What we can say about hell is that it is total separation from God. An atheist who never wanted anything to do with God in life is going to be granted that same wish in hell. God never forces himself on any person. We are always free to reject God if we so choose. The only problem is that we must also suffer the consequences of that rejection of God. God is love, light, good, compassion, justice, etc. All of those things will be a part of heaven. None of those things will exist in hell. Being lost is frequently described in the Bible as “the second death” (see Revelation 2:11; 20:6, 14; 21:8). Theologians argue endlessly over what this means, and whether the soul can die. I certainly have nothing to add to the discussion, but I know that being separated from God and all the blessings of God is not something I wish even to consider.
The emailer states everything in diametric opposition to the truth. God is good, not evil. God is love, not hate. Hell is simply the separation from God that the emailer claims to desire. God clearly says that He does not want anyone to be lost, but for all to inherit eternal life (2 Peter 3:9). However, God also allows us to reject Him and all He offers. This is like the parent who painfully releases a child to travel a road the parent wishes they would not travel, hoping they will learn from the wrong choices and return to the parent’s loving embrace. The Prodigal Son story in Luke 15 makes this so obvious that no one can miss it.
One of the most abused and misunderstood words in human terms is the word “love.” Both non-believers and Christians use the word carelessly. Many non-believers use the word love only in a sexual context. “Making love” to many is a synonym for sexual intercourse or at least some kind of sexual experience. The ancient Greeks had multiple words for love, while we have only one.
The Greek language in which the New Testament was written had different words to describe various aspects of love. “Eros” refers to an erotic form of love while “phileo” refers to a friendship. “Philadelphos” deals specifically with loving one’s brethren as in 1 Peter 3:8, Hebrews 13:1 or Romans 12:10. “Thelo” refers to a wish and is seldom used in the scriptures. An example is Mark 12:38 where it refers to loving to go out in public wearing long clothing.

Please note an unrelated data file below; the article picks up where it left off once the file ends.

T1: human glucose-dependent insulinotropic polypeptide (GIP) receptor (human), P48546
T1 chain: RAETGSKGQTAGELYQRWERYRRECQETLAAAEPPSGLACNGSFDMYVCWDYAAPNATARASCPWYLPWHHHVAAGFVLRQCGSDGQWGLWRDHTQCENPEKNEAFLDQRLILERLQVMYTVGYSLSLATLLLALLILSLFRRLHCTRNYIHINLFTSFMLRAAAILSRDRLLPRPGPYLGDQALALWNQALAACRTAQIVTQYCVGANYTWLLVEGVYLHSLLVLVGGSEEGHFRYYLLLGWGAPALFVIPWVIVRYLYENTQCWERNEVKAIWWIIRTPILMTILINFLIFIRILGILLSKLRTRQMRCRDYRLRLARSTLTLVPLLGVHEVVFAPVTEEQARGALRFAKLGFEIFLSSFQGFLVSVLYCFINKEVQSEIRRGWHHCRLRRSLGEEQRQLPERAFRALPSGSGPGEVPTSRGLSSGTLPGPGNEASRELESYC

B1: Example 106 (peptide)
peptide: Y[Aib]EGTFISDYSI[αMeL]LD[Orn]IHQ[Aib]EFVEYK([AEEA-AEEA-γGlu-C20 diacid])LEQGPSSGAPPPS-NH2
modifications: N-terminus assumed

In the Christian belief system, the word “agape” (the noun) or “agapao” (the verb) is called “the characteristic word of Christianity.” It is used 114 times in the New Testament. “Phileo,” the next most common of the words for love, is used 18 times. “Phileo” is never used in a command for people to love God. (See the use of “agapao” in Matthew 22:37, Luke 10:27, Romans 8:28, 1 Corinthians 8:3, 1 Peter 1:8, 1 John 4:21.)
The classic example of the use of the different Greek words for love comes in John 21:15-17. Vines Expository Dictionary of Biblical Words says, “The context itself indicates that agapao in the first two questions suggests the love that values and esteems. It is an unselfish love, ready to serve. The use of phileo in Peter’s answers and the Lord’s third question conveys the thought of cherishing the object above all else, of manifesting an affection characterized by constancy, from the motive of the highest veneration.”
Passages like 1 John 4:16 “God is Love,” use “agape.”We struggle with “agape” love because outside of Christianity we do not experience it or see it in the lives of others. When “phileo” is used in scriptures, the object of that love is always something material or emotional in nature. Consider these examples: Matthew 6:5 “love to pray standing in the synagogue…” Matthew 10:37 “he that loves father or mother more than…” Matthew 10:37 “he that loves son or daughter more than…” Matthew 23:6 “loves the uppermost rooms at feasts …” Luke 20:46 “love greetings in the markets, and …” John 11:3 “Lord, behold, he whom thou love…”